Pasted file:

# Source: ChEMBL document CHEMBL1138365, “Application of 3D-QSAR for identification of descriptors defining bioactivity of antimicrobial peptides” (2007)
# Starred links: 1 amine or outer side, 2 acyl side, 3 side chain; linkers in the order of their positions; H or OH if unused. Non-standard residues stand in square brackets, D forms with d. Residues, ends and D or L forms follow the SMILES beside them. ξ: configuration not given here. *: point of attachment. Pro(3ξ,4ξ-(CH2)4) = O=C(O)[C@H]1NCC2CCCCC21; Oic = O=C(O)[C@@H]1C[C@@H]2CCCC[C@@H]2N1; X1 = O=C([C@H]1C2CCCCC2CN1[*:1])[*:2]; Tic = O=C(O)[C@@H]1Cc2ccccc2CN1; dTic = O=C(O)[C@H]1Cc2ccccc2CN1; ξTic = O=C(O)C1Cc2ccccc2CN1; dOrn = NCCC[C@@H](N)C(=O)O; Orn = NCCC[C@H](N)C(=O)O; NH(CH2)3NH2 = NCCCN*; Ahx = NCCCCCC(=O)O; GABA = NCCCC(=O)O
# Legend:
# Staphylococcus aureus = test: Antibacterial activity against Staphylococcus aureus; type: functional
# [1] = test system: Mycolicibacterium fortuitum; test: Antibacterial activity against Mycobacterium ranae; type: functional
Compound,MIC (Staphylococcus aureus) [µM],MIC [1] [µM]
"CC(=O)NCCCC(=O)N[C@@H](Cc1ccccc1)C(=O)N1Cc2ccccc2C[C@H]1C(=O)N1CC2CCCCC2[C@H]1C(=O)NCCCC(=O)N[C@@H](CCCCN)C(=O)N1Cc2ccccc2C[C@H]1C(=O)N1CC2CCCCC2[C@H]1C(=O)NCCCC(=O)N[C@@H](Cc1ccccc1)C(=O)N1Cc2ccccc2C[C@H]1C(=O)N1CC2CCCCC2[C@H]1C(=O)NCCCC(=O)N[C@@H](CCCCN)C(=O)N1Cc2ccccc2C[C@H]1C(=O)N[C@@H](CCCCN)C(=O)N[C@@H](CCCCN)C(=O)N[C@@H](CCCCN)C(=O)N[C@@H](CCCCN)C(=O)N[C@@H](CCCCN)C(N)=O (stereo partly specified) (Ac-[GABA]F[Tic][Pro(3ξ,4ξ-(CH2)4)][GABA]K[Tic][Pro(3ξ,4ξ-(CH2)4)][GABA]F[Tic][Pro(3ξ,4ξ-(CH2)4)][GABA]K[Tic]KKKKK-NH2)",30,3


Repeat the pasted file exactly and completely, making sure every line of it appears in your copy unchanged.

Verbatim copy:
# Source: ChEMBL document CHEMBL1138365, “Application of 3D-QSAR for identification of descriptors defining bioactivity of antimicrobial peptides” (2007)
# Starred links: 1 amine or outer side, 2 acyl side, 3 side chain; linkers in the order of their positions; H or OH if unused. Non-standard residues stand in square brackets, D forms with d. Residues, ends and D or L forms follow the SMILES beside them. ξ: configuration not given here. *: point of attachment. Pro(3ξ,4ξ-(CH2)4) = O=C(O)[C@H]1NCC2CCCCC21; Oic = O=C(O)[C@@H]1C[C@@H]2CCCC[C@@H]2N1; X1 = O=C([C@H]1C2CCCCC2CN1[*:1])[*:2]; Tic = O=C(O)[C@@H]1Cc2ccccc2CN1; dTic = O=C(O)[C@H]1Cc2ccccc2CN1; ξTic = O=C(O)C1Cc2ccccc2CN1; dOrn = NCCC[C@@H](N)C(=O)O; Orn = NCCC[C@H](N)C(=O)O; NH(CH2)3NH2 = NCCCN*; Ahx = NCCCCCC(=O)O; GABA = NCCCC(=O)O
# Legend:
# Staphylococcus aureus = test: Antibacterial activity against Staphylococcus aureus; type: functional
# [1] = test system: Mycolicibacterium fortuitum; test: Antibacterial activity against Mycobacterium ranae; type: functional
Compound,MIC (Staphylococcus aureus) [µM],MIC [1] [µM]
"CC(=O)NCCCC(=O)N[C@@H](Cc1ccccc1)C(=O)N1Cc2ccccc2C[C@H]1C(=O)N1CC2CCCCC2[C@H]1C(=O)NCCCC(=O)N[C@@H](CCCCN)C(=O)N1Cc2ccccc2C[C@H]1C(=O)N1CC2CCCCC2[C@H]1C(=O)NCCCC(=O)N[C@@H](Cc1ccccc1)C(=O)N1Cc2ccccc2C[C@H]1C(=O)N1CC2CCCCC2[C@H]1C(=O)NCCCC(=O)N[C@@H](CCCCN)C(=O)N1Cc2ccccc2C[C@H]1C(=O)N[C@@H](CCCCN)C(=O)N[C@@H](CCCCN)C(=O)N[C@@H](CCCCN)C(=O)N[C@@H](CCCCN)C(=O)N[C@@H](CCCCN)C(N)=O (stereo partly specified) (Ac-[GABA]F[Tic][Pro(3ξ,4ξ-(CH2)4)][GABA]K[Tic][Pro(3ξ,4ξ-(CH2)4)][GABA]F[Tic][Pro(3ξ,4ξ-(CH2)4)][GABA]K[Tic]KKKKK-NH2)",30,3